FINAL DUE WEDNESDAY, JULY 1, by 6:00pm
Logistics: I’ll be in my office (364 Carmen) that Wednesday between 5 and 6pm, so you can drop off the paper then. If you want to drop off the paper early, you can either slide it under my office door, or bring it to the Political Science Department office (358 Carmen) and put it in my mailbox.
The exam: Write a response to ONE of the following (series of) questions. Where appropriate, make explicit reference to the arguments of Henderson & Jeydel, Al-Ali & Pratt, and Kaplan. book. (This is, obviously, an open book exam.)
Make sure to answer ALL parts of the question (although you are free to answer the various parts in any order you deem fit). When appropriate, use examples to illustrate your points—remembering, of course, to explain how the example works, and not simply asserting that it does so.
Answers should be typewritten, approximately 1500 words—and please, NO COVER SHEET.
1. Is the solution to women’s lower status in what women do for themselves, or what men are willing to take on? Examine in reference to institutional politics, to social movements (including revolutionary movements), and to underground politics.
2. Henderson & Jeydel make reference to Maxine Molyneux’s distinction between ‘strategic’ and ‘practical’ gender interests in their analysis of women’s public activities. Discuss, in detail, what counts as a practical issue, and what counts as a strategic matter, citing relevant examples [from any of the books, as well as from lecture] to illustrate your points. Does it make sense to separate the two types of interests? What is the relationship between the two?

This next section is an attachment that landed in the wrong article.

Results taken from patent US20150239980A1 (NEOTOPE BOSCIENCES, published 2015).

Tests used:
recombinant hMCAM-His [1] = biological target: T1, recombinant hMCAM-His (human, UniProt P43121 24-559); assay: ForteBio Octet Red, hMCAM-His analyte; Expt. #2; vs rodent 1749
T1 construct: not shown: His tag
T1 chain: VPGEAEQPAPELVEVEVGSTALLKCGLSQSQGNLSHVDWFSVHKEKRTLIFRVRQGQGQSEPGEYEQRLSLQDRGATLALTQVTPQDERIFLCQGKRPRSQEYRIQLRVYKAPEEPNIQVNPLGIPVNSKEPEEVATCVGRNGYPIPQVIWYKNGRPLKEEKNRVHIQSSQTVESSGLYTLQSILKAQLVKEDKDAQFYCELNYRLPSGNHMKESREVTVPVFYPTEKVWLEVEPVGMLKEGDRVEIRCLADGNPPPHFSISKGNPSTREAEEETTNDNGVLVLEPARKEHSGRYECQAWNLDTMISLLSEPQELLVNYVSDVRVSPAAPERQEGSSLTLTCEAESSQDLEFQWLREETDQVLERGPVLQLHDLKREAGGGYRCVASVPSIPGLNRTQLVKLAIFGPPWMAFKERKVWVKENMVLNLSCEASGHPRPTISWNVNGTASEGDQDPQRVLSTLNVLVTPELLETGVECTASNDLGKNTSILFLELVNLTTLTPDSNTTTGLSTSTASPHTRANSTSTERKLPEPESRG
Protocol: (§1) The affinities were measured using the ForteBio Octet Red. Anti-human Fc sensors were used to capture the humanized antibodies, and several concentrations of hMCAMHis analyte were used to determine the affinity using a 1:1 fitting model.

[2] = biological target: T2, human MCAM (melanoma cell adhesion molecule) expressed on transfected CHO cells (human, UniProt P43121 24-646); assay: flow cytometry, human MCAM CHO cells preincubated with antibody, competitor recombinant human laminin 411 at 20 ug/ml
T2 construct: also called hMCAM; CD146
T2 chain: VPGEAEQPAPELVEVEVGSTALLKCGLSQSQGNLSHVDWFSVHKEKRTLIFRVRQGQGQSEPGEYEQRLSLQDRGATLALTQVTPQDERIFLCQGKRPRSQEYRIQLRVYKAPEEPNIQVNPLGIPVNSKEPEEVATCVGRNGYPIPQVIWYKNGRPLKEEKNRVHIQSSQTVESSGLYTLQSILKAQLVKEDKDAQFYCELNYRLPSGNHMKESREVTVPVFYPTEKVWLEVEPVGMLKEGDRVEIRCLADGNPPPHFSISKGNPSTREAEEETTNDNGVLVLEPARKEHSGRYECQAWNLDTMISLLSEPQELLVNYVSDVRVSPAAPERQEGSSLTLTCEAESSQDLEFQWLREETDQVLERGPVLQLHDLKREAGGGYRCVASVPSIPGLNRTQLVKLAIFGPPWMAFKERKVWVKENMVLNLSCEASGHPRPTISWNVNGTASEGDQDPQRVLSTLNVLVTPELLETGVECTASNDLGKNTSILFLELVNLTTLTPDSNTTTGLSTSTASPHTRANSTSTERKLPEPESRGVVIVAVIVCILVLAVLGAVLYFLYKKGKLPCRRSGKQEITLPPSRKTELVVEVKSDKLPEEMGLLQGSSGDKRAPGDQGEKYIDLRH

3. H&J note that international development agencies have pursued ‘gender mainstreaming’ as a means of not segregating or marginalizing issues mainly affecting women. Al-Ali and Pratt, however, are critical of gender mainstreaming as having precisely the effect of marginalizing women’s interests and women as political actors. Discuss both the advantages and disadvantages of gender mainstreaming, keeping in mind H&J’s discussion of the necessity of ‘critical mass’, A&P’s analysis of the lack of independence of women in Iraq’s parliament and bureaucracy, as well as what counts as a ‘woman’s issue’.
4. Laura Kaplan quoted many members of Jane who spoke of how transformed they were by their experience in working with Jane, and how empowered they were by their participation. While a do-it-yourself (DIY) ethic can empower an individual or group, it also carries the risk of segregation from a wider politics (especially if, like Jane, the group is ‘extralegal’) and, ultimately, of depoliticization. On the other hand, a DIY ethic also offers possibilities of a kind of radical participatory politics, such that an organization like Jane could serve as a model for many other interests and organizations. Discuss both the advantages and disadvantages of a DIY group like Jane, how it could be adapted to work within an (open) political system, and whether it has anything to offer to those living in closed political systems.